I’m not going to go at length into what you should and shouldn’t be eating: but you should take a long hard look at your dietary habits and whether or not they are helping or hindering you. Do you find that after eating fried food for lunch make you feel sluggish and bloated during training? Maybe cut them out, at least for a while and see how you feel. Have you been eating late night Ben & Jerry’s as a part of your evening routine and you find that your gi is getting a little snug in the middle? Maybe check out HaloTop, or save the ice cream for a once a week treat. Ben & Jerry’s has also rolled out a lower calorie ice cream line, which I know for….reasons.

At the risk of starting to fall down the rabbit hole, I would also suggest that it helps sometimes to set a goal for yourself to give direction when it comes to changing your dietary habits. Also helps you answer the question “why shouldn’t I have that huge slice of chocolate cake” when the time comes. I could be something as immediate as “I have class later tonight and don’t want to feel gross when I roll” or looking to feel healthy for a tournament, or even something more abstract as “hey, I want to feel healthy overall”. Humans by and large seem to have trouble with more abstract concepts at times… so really, we’re sort of going back to the importance of having goals conversation like I talked about before.

While I am talking a lot about abstaining from bad choices, this also obviously applies to a conscious decision in making good choices. Eating veggies for nutrients, enough water or liquids to stay properly hydrated on and off the mats (actually a huge struggle for me too, so you’re definitely not alone on that score), making sure you get the right about of macros for your body and lifestyle goals, all of that is important. It’s just the more common pitfall seems to be eating things that don’t have the right nutritional content to push you towards your goal, rather than not doing the things beneficial to your health.

So, just keep in mind, jiu jitsu can certainly supplement some lifestyle changes, but you simply can’t just out-train a bad diet.

Have a great day everyone!

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BJJ and Motivation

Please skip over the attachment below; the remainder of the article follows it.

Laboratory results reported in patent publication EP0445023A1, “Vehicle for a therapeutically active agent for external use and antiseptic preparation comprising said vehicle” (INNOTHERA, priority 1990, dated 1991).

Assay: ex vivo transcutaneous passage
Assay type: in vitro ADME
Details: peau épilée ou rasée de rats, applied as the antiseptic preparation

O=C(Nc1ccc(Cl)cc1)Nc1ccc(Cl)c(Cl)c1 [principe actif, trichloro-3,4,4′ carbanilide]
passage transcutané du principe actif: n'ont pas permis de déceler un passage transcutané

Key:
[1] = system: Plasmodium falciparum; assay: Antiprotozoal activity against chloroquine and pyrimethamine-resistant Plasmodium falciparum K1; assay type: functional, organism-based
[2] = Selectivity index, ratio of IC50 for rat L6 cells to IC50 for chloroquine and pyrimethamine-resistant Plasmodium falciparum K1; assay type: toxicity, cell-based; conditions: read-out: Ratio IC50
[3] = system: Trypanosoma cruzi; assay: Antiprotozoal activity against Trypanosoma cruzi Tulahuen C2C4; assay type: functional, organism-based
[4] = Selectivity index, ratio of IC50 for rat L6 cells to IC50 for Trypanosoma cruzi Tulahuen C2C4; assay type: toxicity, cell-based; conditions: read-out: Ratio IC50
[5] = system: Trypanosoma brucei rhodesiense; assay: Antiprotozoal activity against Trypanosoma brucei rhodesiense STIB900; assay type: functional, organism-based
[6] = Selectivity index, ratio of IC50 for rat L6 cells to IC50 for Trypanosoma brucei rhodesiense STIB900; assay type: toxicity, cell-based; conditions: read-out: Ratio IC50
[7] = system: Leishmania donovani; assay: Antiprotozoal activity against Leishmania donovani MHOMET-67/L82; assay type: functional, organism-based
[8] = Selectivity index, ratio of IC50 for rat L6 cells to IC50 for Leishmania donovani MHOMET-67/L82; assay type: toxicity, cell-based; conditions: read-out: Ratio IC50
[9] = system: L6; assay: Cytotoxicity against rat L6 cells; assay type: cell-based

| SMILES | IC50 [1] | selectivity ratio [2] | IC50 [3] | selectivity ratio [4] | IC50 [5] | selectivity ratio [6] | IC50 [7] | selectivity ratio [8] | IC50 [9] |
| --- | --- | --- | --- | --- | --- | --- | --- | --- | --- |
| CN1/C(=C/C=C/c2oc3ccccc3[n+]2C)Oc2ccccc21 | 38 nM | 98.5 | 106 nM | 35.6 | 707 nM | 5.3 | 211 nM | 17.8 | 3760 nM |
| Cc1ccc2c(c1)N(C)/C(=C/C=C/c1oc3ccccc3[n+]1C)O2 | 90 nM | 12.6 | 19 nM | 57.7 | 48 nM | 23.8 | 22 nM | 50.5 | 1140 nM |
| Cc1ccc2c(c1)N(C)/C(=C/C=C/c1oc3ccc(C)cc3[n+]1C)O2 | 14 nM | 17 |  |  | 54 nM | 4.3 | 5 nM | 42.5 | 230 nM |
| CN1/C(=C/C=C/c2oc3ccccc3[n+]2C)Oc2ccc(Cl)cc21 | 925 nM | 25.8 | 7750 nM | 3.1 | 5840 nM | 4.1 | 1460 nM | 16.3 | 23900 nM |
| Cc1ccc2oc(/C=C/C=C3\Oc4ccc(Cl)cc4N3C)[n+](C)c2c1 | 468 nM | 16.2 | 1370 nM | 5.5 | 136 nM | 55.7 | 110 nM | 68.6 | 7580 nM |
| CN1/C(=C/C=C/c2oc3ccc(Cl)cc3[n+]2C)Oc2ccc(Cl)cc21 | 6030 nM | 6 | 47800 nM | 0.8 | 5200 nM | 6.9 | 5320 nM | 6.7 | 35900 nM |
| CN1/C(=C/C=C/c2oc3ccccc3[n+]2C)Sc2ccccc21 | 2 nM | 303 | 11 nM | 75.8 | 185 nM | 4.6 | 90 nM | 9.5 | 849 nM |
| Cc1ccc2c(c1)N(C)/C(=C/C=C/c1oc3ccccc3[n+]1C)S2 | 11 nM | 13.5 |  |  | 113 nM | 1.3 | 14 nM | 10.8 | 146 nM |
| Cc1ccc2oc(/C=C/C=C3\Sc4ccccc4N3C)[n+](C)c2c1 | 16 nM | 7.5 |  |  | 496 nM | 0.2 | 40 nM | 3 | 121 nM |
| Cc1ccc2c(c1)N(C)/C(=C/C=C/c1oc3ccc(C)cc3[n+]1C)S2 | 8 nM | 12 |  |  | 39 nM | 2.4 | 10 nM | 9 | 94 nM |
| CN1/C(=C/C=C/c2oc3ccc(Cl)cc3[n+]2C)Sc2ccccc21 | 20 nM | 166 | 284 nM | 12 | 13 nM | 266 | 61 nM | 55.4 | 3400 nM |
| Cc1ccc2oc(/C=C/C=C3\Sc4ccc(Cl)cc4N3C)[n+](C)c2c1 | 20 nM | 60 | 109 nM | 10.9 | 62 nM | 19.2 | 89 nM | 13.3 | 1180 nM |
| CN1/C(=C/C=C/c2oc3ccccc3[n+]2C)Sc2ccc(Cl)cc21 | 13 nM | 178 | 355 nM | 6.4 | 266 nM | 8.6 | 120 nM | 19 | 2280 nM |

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I think people are (unintentionally) misled sometimes when starting BJJ, that you are always going to want to go to class, you are always going to want to drill something ten thousand times, etc. And if you are one of those people who say that you are one of those people that is perpetually motivated to go to EVERY single class I would say you are either superhuman or possibly lying to yourself, however there are those few outliers/exceptions to the rule that seem to baffle everyone. Rare, but they do exist. This is really more for the 90-99% of the population that occasionally find it hard to motivate themselves to get their butts to class. And really, that’s where discipline comes in.

There are people out there (I can’t recall exactly) who say there is boredom in mastery- and they are right. Motivation is sometimes the spark to light a fire in you, but it’s mere tinder- discipline is the longer burning…stuff…that will keep the fire going and keep you in a forward momentum. It takes discipline to pull yourself together, to get yourself on the mats and still have the focus to drill and train. And there’s a good chance you will be glad after the fact that you went. Or- since we’re human and all- you may not appreciate those sessions in the moment and still trudge home exhausted and unmotivated, but remember this is a marathon, not a sprint.

So, don’t wait for motivation to get you off the couch- you aren’t motivated to brush your teeth, but you understand that you will be pretty miserable (and not very healthy) in the long run if you don’t. Jiu jitsu is much the same thing- at the bare minimum, going on a consistent basis ensures that you don’t regret neglecting that part of your health in the long run. In the best of scenarios, discipline helps carry you through those tough spots in your training, ensuring you are still developing muscle memory that will help you in the long run so you can take full advantage of those times when you are feeling more motivated.

Just some thoughts on the matter- have a great day everyone!